A surface probe tipped with a microsphere can be scanned across the surface of a microlens or other microscale component to measure its 3-D coordinates, determining heights to nanometer-scale accuracies. However, the radius of the microsphere is large enough to cause height errors when it is scanned across a sloped surface. Scientists at Osaka University (Osaka, Japan) have developed a completely different way to manipulate a microsphere that also allows the slope of the surface to be measured.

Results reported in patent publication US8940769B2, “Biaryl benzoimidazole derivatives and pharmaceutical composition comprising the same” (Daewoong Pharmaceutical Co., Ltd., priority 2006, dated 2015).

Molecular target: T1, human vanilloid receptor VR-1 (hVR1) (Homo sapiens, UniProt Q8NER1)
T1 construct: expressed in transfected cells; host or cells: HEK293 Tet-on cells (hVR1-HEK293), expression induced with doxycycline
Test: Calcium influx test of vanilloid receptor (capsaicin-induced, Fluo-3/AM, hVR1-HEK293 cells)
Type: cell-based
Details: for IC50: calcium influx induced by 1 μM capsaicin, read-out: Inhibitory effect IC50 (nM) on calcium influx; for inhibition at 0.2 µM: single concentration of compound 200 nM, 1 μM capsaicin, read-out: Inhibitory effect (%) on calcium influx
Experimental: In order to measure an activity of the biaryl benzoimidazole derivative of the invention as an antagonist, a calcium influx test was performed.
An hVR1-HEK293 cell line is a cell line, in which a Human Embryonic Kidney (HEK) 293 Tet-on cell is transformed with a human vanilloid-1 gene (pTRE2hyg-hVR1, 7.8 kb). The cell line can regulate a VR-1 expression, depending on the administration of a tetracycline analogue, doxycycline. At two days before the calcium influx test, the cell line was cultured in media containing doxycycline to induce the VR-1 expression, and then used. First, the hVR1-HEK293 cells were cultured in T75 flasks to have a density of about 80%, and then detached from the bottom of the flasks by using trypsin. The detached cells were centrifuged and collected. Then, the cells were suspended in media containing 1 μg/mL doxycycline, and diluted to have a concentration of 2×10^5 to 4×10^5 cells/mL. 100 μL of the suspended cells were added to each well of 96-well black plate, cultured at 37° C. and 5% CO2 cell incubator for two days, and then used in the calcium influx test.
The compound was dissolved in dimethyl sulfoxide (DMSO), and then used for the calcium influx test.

An 8-µm-diameter sphere, made of fused silica, is held in position, not by a mechanical probe, but instead is laser-trapped via the single-beam-gradient technique. The trapping laser, a 300 mW TEM00 Nd:YAG laser, is circularly polarized; a second laser, a 628 nm HeNe laser, is used to measure the probe position in combination with a position-sensitive detector. The focal point of the trapping laser is driven in a circle by an acousto-optic deflector, causing the microsphere to orbit circularly in free space. When brought near a surface that is perpendicular to the focal plane, the orbit of the microsphere becomes ellipsoidal with its major axis parallel to the surface; in this way, both surface position and slope can be determined. Contact Masaki Michihata at [email protected].